- Eidon Incorporated
- Issuing Office:
- Los Angeles District Office
| || |
Department of Health and Human Services
|Public Health Service|
Food and Drug Administration
Los Angeles District
Irvine, CA 92612-2506
VIA UNITED PARCEL SERVICE
November 5, 2015
President and CEO
12330 Stowe Drive
Poway, CA 92064
Dear Mr. Wagner:
The United States Food and Drug Administration (FDA) conducted an inspection of your dietary supplement manufacturing facility, Eidon Inc., located at 12330 Stowe Drive, Poway, California on February 19, 2015 to March 5, 2015. The inspection revealed serious violations of the FDA’s regulations for Current Good Manufacturing Practice (CGMP) in Manufacturing, Packaging, Labeling, or Holding Operations for Dietary Supplements, under Title 21, Code of Federal Regulations (CFR), Part 111 (21 CFR Part 111). These violations cause the dietary supplement products Eidon® Ionic Minerals Immune Support and Eidon® Ionic Minerals Magnesium to be adulterated within the meaning of section 402(g)(1) of the Federal Food, Drug, and Cosmetic Act (the Act) [21 U.S.C. § 342(g)(1)] in that they have been prepared, packed, or held under conditions that do not meet CGMP requirements for dietary supplements.
We have received your written responses dated March 20 and July 7, 2015, concerning our investigator’s observations noted on the Form FDA 483, Inspectional Observations, which was issued to you on March 5, 2015. Our comments regarding the adequacy of the actions you took to correct the objectionable conditions and practices observed during the inspection are detailed after the applicable violations, noted below.
In addition, FDA reviewed your product labeling collected during our inspection and your website at the internet address http://www.eidon.com on April 22 and October 7, 2015, and has determined that you take orders for your various Eidon® products that are being promoted for conditions that cause the products to be drugs under section 201(g)(1)(B) of the Act [21 U.S.C. § 321(g)(1)(B)]. The therapeutic claims on your websites and in your product labeling establish that the products are drugs because they are intended for use in the cure, mitigation, treatment, or prevention of disease. As explained further below, introducing or delivering these products for introduction into interstate commerce for such uses violates the Act.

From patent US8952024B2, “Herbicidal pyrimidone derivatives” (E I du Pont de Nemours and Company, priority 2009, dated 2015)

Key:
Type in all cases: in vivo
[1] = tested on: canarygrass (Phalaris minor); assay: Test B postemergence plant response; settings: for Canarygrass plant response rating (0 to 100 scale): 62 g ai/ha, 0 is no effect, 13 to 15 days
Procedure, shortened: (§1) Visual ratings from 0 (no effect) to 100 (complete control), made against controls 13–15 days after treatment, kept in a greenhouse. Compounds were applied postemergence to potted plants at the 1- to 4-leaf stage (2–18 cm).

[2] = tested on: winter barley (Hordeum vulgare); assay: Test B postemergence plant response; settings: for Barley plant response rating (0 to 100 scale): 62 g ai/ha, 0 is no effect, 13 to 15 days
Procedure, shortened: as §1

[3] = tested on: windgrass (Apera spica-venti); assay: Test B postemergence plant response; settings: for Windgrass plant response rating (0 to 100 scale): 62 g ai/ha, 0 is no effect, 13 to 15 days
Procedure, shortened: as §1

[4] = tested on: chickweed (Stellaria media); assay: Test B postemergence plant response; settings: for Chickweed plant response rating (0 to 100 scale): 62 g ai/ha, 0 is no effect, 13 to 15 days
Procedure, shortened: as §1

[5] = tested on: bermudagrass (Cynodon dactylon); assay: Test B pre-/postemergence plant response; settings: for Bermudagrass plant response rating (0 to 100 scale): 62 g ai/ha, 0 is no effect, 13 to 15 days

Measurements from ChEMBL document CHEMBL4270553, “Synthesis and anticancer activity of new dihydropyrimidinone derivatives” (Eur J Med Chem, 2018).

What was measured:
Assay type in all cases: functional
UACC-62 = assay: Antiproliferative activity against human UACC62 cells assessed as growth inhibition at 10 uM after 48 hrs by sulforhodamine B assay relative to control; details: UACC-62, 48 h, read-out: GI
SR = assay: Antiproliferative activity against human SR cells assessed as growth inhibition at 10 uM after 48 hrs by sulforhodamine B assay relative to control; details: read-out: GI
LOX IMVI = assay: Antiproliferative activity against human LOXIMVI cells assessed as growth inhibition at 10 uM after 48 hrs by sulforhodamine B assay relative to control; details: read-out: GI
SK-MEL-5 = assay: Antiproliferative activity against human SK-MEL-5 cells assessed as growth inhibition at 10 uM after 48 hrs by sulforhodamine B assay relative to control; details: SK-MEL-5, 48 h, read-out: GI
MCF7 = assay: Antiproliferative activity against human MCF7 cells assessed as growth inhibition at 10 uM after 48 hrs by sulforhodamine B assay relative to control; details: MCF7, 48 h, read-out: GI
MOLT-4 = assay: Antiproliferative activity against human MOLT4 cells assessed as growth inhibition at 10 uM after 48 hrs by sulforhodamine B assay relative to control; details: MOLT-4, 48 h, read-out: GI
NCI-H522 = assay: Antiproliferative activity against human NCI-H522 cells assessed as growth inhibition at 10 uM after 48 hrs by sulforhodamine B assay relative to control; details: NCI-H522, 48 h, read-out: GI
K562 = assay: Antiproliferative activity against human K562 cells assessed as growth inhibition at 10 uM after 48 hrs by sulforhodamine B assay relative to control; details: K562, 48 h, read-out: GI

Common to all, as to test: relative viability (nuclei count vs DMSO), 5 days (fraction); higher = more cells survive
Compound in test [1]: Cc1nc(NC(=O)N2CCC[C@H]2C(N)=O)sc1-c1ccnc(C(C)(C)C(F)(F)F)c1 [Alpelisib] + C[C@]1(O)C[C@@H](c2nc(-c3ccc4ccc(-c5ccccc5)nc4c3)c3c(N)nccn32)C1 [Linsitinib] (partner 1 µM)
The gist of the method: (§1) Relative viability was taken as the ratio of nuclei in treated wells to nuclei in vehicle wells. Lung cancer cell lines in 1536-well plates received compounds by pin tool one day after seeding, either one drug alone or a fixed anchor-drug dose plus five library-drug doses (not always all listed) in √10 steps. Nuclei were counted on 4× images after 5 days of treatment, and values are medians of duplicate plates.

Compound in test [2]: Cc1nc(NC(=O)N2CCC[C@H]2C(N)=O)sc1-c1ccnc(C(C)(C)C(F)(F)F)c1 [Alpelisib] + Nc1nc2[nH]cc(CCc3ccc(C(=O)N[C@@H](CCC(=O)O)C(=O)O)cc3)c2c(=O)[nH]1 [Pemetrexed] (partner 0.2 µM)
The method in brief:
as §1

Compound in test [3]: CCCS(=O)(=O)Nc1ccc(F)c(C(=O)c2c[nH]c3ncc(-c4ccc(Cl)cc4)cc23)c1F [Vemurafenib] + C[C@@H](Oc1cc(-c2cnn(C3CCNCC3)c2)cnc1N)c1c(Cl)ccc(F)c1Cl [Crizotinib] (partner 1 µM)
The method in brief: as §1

The significant violations documented during the inspection include, but are not limited to, the following:
Unapproved New Drugs
Examples of some of the claims that provide evidence that your Eidon® products, including Eidon® Ionic Minerals Immune Support, Eidon® Ionic Minerals Immune Support Liquid Concentrate, Eidon® Ionic Minerals Sulfur, Eidon® Ionic Minerals Sulfur Liquid Concentrate, Eidon® Ionic Minerals Silica, and Eidon® Ionic Minerals BSE Brown Seaweed Extract, are intended for uses as drugs include:
- For Eidon® Ionic Minerals Immune Support and Eidon® Ionic Minerals Immune Support Liquid Concentrate, you claim, “Eidon Immune Support…[t]he blend of zinc, selenium, sulfur and silver is a combination optimized to give your body the essential nutrients required to effectively and naturally deal with the cold and flu season. Also, wounds and infections respond well to both internal and topical applications of Eidon Immune Support.” “SELENIUM – Inhibits viral mutation. SULFUR – Calms the body’s inflammatory response. SILVER - Provides a natural defense against bacteria.”
- For Eidon® Ionic Minerals Sulfur and Eidon® Ionic Minerals Sulfur Liquid Concentrate, you claim, “Sulfur is a natural detoxifier for lead…reduces pain and inflammation and promotes healing.” “Sulfur’s anti-inflammatory properties and ability to repair scar tissue around damaged areas explains its power to alleviate rheumatoid arthritis.” “Sulfur alleviates the pain associated with osteoarthritis by acting as an anti-inflammatory. Sulfur is also known for its ability to help with digestive disorders, such as heartburn, indigestion, and gastritis.”